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A 42-year-old man from the Nagaur District of Rajasthan in India has been diagnosed with a condition that sees him sleep for 300 days a year.
Pukhram, a resident of the Bhadwa village, suffers from a rare disorder called Axis Hypersomnia, which causes him to sleep for up to 25 days at a time once he closes his eyes.
This has seen him dubbed a real-life 'Kumbhkarna' - a mythical character from the ancient Indian scripture Rāmāyana who is known for sleeping uninterrupted for six months.
Pukhram has suffered from HPA Axis Hypersomnia for more than 23 years, according to Republic World.
The publication claims that a nap can see him sleep for up to 25 days as a result of the condition, which is named after the hypothalamic-pituitary-adrenal axis in the brain - the part that controls the body's reaction to stress.
Pukhram's condition also reportedly causes fluctuations in and changes to the protein of the brain known as TNF-Alpha, which is important for cell signalling - the basis for development, tissue repair, immunity and more - but crucially plays a role in how we sleep.
The disorder means Pukhram is unable to operate his grocery shop for any more than five days a month. His family say it's a real struggle looking after him.
"Initially, he used to sleep for over 5 to 7 days in one go," one family member told Asian news agency ANI (via India Today).
"Worried about this, we sought medical help, but his disease could not be cured.
"Gradually, his condition aggravated and his periods of sleep increased and now he sleeps for 20-25 days a month."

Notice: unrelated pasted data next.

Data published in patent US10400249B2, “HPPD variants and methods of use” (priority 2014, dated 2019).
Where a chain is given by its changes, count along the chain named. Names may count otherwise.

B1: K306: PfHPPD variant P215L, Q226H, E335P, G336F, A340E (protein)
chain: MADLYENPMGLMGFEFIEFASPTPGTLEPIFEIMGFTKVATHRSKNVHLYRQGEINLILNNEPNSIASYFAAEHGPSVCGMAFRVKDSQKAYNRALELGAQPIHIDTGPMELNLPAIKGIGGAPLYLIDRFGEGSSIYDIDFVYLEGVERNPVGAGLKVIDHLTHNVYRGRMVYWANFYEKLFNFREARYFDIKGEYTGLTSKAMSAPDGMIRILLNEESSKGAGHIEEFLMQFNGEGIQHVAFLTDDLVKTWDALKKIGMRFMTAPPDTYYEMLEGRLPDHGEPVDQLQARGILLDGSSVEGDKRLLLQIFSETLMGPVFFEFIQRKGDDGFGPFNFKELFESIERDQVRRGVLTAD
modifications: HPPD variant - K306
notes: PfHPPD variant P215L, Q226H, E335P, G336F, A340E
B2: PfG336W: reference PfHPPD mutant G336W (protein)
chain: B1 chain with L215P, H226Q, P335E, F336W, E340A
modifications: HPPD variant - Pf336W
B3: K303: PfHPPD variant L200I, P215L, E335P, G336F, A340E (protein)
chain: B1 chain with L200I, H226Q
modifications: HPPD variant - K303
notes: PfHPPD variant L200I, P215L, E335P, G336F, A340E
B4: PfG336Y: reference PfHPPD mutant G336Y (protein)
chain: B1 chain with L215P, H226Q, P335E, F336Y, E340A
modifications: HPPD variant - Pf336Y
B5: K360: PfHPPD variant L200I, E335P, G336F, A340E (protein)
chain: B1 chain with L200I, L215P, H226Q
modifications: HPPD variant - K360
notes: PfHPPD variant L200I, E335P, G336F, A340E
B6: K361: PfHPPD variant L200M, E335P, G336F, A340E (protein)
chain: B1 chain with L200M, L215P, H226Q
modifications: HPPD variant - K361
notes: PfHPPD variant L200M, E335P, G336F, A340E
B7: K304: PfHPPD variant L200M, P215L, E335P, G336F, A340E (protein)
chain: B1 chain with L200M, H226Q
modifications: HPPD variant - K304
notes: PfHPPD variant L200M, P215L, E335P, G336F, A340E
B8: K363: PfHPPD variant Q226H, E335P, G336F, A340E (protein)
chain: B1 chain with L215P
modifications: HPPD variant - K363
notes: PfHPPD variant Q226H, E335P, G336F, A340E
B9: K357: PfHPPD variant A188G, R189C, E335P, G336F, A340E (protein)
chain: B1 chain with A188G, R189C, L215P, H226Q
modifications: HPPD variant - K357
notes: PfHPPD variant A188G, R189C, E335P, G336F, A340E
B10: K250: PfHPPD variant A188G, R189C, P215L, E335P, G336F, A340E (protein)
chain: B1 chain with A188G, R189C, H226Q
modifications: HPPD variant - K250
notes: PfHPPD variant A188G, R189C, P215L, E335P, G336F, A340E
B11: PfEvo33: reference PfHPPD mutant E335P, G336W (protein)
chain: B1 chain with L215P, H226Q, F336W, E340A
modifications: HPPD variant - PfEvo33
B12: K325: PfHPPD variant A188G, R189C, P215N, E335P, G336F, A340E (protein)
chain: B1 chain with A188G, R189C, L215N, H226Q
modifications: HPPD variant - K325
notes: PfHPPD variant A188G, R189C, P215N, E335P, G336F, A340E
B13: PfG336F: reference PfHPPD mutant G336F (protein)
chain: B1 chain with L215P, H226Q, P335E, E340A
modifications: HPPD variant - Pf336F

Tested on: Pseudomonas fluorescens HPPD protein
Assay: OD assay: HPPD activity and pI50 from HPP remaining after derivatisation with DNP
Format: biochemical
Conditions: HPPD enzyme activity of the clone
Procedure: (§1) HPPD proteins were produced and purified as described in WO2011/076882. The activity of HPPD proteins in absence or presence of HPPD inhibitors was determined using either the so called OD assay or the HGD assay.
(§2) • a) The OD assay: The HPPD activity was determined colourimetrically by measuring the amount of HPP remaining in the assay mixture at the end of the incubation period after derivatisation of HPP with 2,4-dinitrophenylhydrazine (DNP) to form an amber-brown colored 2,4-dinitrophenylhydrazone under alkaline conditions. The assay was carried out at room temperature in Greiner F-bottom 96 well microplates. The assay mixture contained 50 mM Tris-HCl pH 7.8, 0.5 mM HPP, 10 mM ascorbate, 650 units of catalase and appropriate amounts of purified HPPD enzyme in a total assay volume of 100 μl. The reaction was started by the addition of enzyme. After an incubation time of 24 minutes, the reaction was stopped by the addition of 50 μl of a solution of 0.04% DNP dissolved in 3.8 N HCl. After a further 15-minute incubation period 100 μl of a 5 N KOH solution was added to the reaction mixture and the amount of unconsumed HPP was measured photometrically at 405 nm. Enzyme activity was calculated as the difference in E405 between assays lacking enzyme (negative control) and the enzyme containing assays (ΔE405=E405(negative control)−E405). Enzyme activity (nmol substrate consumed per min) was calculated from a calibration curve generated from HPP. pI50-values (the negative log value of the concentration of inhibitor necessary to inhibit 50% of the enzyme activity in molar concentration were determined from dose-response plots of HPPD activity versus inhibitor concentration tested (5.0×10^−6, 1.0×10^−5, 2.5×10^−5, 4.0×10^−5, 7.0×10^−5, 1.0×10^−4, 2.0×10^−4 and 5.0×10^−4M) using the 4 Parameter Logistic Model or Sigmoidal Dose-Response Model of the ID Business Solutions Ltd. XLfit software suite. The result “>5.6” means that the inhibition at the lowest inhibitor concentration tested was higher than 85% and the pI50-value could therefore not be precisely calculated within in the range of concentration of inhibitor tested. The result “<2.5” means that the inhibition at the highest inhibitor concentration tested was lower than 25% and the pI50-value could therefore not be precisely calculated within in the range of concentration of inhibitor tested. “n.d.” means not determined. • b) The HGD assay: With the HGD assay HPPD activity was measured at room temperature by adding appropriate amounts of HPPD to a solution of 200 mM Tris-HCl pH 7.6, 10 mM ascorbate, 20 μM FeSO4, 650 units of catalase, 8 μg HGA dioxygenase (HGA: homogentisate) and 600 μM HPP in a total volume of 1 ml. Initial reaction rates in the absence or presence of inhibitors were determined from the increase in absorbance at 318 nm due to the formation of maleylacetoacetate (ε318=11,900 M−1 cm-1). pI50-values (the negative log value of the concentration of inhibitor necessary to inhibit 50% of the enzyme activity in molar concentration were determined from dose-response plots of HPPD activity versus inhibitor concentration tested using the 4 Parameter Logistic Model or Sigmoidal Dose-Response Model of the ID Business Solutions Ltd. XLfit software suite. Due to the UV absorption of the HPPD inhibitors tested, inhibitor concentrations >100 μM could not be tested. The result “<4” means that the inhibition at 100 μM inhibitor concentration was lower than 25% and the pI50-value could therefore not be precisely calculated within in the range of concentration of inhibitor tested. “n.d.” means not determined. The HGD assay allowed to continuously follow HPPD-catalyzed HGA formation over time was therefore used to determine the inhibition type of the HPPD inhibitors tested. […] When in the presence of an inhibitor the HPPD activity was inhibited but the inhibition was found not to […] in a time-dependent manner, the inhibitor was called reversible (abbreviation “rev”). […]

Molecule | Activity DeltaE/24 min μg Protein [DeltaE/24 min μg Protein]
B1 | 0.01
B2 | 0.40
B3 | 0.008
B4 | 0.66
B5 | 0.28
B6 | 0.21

Treatments include antidepressants and staying clear from alcohol and non-prescription drugs, which Dr Pradeep Mahajan, a regenerative medical researcher in Mumbai, told The Indian Express 'can interfere with your sleep'.
Causes include other sleep disorders, head injuries and drug and alcohol abuse. However, one leading physician believes it is rooted in psychology.
"If a person has suffered a head injury or a chronic tumour in the past, then this condition can occur," Dr Birma Ram Jangid, a physician from Rajasthan, told ANI.
"The condition has only been seen as a psychological disorder in books or medical science.
"It is possible to treat this condition by diagnosing it at the earliest."
With greater research into this disease than ever before, Pukhram's family will hope a better night's sleep is just around the corner for them all.
Copy: James Aldred
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